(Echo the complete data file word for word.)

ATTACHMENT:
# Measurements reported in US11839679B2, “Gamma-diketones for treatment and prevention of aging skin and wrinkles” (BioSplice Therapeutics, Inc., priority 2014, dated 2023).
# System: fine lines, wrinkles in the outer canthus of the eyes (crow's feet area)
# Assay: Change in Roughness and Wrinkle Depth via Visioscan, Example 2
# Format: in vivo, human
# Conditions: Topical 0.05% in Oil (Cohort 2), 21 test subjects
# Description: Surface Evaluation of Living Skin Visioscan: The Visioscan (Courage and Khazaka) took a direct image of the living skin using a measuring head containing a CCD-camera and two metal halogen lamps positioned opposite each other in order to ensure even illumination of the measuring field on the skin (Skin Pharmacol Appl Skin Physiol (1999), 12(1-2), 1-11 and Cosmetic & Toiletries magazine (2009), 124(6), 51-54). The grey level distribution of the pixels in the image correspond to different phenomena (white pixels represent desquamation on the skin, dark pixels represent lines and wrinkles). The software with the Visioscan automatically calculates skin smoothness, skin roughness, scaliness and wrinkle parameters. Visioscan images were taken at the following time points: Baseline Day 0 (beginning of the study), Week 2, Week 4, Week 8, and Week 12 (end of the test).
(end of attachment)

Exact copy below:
# Measurements reported in US11839679B2, “Gamma-diketones for treatment and prevention of aging skin and wrinkles” (BioSplice Therapeutics, Inc., priority 2014, dated 2023).
# System: fine lines, wrinkles in the outer canthus of the eyes (crow's feet area)
# Assay: Change in Roughness and Wrinkle Depth via Visioscan, Example 2
# Format: in vivo, human
# Conditions: Topical 0.05% in Oil (Cohort 2), 21 test subjects
# Description: Surface Evaluation of Living Skin Visioscan: The Visioscan (Courage and Khazaka) took a direct image of the living skin using a measuring head containing a CCD-camera and two metal halogen lamps positioned opposite each other in order to ensure even illumination of the measuring field on the skin (Skin Pharmacol Appl Skin Physiol (1999), 12(1-2), 1-11 and Cosmetic & Toiletries magazine (2009), 124(6), 51-54). The grey level distribution of the pixels in the image correspond to different phenomena (white pixels represent desquamation on the skin, dark pixels represent lines and wrinkles). The software with the Visioscan automatically calculates skin smoothness, skin roughness, scaliness and wrinkle parameters. Visioscan images were taken at the following time points: Baseline Day 0 (beginning of the study), Week 2, Week 4, Week 8, and Week 12 (end of the test).